Above,starting the endeavor. The base is covered with a layer of plastic wrap and masking tape, the neck is filled out with plastic bags from the grocery store. Note to self- prior to patterning, save plastic shopping bags, don't be so efficient about bringing them to the recycling station at Price Chopper. This time around I wound up having to steal a big handful at the self-service checkout after buying a few token cans of tuna fish.
Above, the taping completed, and the markings/areas of different colors marked in with blue magic marker. I haven't decided what kind of tape I like best for patterning yet. Last time I used Duck Tape, which is tough and durable (and comes in lots of fun colors!) but very, very sticky and so a little tricky to work with. This time I used plain old Scotch brand masking tape, which is less durable and not quite sticky enough.
Above, pattern pieces labelled. Looks about as comprehensible as hieroglyphics. I won't get into what it all means here, as the DVC tutorial covers it well, but I will add this one comment- too many hashmarks to show how the pieces go back together are almost as bad as too few. After I had my fur pieces cut out and ready to be sewn together, I had a fair bit of trouble figuring out how the cheeks and eyebrows lined up with the top and back of the head. It didn't help that with so many hashmarks, forgetting to mark one or two in on the fur pieces was inevitable. Taking reference photos like these of the whole thing before it's cut apart can be a real lifesaver.
Above, the head after a visit from the resident OMG OCD!! department. This being my own resin head, and my first effort at making one, I was acutely aware of all its asymmetries, however small they might be. One question I had was how a pattern made on only one side of the head (standard practice as I understand) would fit on the other. So I traced out the pattern on tape covered aluminum foil and flipped it to cover the other side of the head. And yes, I concluded, doing the pattern on only one side of the head works just fine. If anything, doing this helps even out any of the head's little asymmetries.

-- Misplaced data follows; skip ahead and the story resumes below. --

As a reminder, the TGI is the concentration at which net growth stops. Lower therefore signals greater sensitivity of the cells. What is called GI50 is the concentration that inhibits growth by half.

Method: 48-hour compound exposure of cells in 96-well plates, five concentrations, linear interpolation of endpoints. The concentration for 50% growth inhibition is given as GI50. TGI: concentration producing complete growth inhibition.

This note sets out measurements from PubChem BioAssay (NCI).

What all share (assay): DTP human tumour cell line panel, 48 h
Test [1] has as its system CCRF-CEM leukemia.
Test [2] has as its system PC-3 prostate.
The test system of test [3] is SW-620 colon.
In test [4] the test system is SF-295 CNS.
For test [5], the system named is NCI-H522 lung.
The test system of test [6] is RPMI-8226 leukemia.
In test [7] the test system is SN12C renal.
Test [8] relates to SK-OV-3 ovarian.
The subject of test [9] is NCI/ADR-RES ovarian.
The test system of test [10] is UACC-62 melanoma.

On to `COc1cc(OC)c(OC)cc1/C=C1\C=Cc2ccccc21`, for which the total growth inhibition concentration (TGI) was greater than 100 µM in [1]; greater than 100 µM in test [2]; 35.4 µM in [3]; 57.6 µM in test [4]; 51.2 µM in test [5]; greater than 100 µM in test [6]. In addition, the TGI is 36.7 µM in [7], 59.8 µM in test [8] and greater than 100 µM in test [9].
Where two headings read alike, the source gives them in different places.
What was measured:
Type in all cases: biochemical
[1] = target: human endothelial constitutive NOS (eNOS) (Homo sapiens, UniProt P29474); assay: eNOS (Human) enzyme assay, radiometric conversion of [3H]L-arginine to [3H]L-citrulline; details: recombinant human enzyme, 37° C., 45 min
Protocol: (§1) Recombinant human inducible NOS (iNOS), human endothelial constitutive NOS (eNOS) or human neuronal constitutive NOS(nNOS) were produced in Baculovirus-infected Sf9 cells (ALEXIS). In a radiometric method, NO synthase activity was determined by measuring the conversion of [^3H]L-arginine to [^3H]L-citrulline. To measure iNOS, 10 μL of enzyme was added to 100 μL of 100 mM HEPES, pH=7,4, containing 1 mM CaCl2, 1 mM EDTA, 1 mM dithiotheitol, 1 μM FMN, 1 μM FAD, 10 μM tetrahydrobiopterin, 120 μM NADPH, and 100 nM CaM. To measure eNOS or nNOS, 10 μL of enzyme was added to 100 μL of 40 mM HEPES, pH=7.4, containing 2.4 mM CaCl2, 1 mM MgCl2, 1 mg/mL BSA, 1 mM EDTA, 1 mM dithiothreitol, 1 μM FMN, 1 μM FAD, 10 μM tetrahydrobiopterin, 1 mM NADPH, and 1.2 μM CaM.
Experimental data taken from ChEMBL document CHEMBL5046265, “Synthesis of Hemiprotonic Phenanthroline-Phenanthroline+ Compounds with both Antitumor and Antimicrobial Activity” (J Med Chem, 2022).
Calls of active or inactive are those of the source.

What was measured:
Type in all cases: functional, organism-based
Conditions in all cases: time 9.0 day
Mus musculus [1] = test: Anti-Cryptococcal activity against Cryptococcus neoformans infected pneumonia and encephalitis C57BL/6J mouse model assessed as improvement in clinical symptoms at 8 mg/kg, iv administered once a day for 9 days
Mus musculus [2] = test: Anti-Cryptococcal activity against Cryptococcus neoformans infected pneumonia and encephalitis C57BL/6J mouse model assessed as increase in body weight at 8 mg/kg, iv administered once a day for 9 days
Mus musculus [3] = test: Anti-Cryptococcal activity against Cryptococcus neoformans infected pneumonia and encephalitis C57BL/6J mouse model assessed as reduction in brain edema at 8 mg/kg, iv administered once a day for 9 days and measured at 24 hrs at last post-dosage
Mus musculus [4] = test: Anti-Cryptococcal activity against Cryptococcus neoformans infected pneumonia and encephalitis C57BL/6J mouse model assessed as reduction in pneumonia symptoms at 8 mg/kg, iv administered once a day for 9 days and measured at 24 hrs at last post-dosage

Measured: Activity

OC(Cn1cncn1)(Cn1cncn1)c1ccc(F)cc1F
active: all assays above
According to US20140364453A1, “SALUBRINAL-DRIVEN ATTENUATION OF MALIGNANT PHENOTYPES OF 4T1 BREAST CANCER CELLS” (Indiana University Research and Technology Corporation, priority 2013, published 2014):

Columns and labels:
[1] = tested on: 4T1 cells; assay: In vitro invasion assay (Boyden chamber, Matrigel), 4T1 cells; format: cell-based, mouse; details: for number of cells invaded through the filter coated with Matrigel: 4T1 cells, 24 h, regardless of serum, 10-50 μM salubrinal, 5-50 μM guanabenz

One thing this exercise DID do was help show me which pieces could be flipped from one side to the other, thus making one big piece without a seam, and which pieces really did need to be two pieces, even if otherwise the fur was all the same color and all went in the same direction and such. For example, the big panel on the neck directly below the jaw looks like it could be one piece, saving me a seam up the middle, but I found there was no way to make one big piece out of it and accommodate the curve going from the center of the chest to the underside of the jaw. So two pieces it stayed. The little triangular shaped part under that piece, however, could be flipped and made into one piece.
Above, the pattern removed from the head, ready to be cut apart and used for a pattern. I think the masking tape "skin" is so cool. Next, laying out the pattern, cutting out the pieces and sewing!